14 October, 2014

Generation Fairtrade

Generation Fairtrade
by Hannah Genders Boyd, winner of our ‘Fairtrade at 20’ blog competition

As the FAIRTRADE Mark celebrates its 20th birthday, 19-year-old Hannah Genders Boyd shares her story, exploring the challenges and opportunities that lay in the next two decades…

I first encountered the FAIRTRADE Mark at my church, Lichfield Cathedral, as a young child. As a Christian, I have always seen Fairtrade and faith as interlinked.
Fairtrade is a practical solution to poverty and inequality. It gives people the chance to improve their own lives, and make their way out of poverty on their own terms, using their own skills.

Each Mark on a product denotes small but significant change in the world.
My favourite Fairtrade treat is a jar of Sweet Justice Honey, produced by members of the Apicoop co-operative in Chile, which guarantees those beekeepers a fairer deal and a continuing, sustainable livelihood.
Apicoop is a fantastic example of Fairtrade working at its best.

Paving the way for ethical trade
Fairtrade has come a long way in the last 20 years – the movement has grown, gaining widespread and mainstream support, and the number of Fairtrade products has increased.
More communities have started benefiting from the Fairtrade Premium and new countries have been added to the list of those producing products.
More recently, we have even seen the Mark on major brands including Cadbury, Mars and Nestlé, prompting some to question how Fairtrade can maintain its integrity while entering into mainstream consumer markets.
I believe it can, but will need to be increasingly aware of its public image as well as the actual use of the Mark.
Consumer power
One of the challenges for Fairtrade supporters, even after 20 years, is the constant need to show businesses there is a demand for Fairtrade products.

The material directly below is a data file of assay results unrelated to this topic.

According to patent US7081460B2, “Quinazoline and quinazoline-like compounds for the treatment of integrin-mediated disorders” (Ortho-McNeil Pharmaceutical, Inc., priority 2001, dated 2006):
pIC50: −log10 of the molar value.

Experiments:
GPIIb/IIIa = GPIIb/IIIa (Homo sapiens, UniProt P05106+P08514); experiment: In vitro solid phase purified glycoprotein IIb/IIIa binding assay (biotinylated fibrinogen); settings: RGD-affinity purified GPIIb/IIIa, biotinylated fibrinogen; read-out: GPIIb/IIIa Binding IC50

Individuals exercising their purchasing power – choosing where to shop and eat – has proven effective.
Equally important is conversation – each supporter speaking out to the owners of businesses to show that consumers still want to see the Mark on shelves and Fairtrade food on menus.
What’s next?

In the next 20 years, Fairtrade projects need to grow to encompass more producers and communities, where the Fairtrade Premium can transform lives.
I hope that all qualifying products imported into the UK will have to abide by the requirements laid down by the Foundation. Fairtrade Standards also need to protect more people. This will need political activism and involvement from supporters.
The anniversary is a wonderful opportunity to appraise the incredible work that has been done over the last 20 years.
There are clearly many challenges ahead. However, when I consider how much has been achieved, I know that Fairtrade supporters will take the Foundation into new and exciting places in the years to come.


  • Patrick Say said:
    14/10/2014 16:42

    Great to see young people so passionate and knowledgeable about Fairtrade.

  • Iwan Griffiths said:
    02/11/2014 20:03

    Hannah, Great to be reminded about the importance of Fairtrade and the work still needed to be done. Fairtrade Lichfield is still campaigning for the cause locally and it would be really valuable to invite you one of our meetings when you are back in Lichfield.

  • Sally perry said:
    14/09/2016 15:38

    We were the 1st cafe in lichfield to introduce fair trade tea and coffee. With many promotions to market it. I was privileged as the only cafe to meet George aligar who made a personal visit to see me. I also have statements that were put in a book about fair trade. So well done to you!! This is amazing. Sally perry

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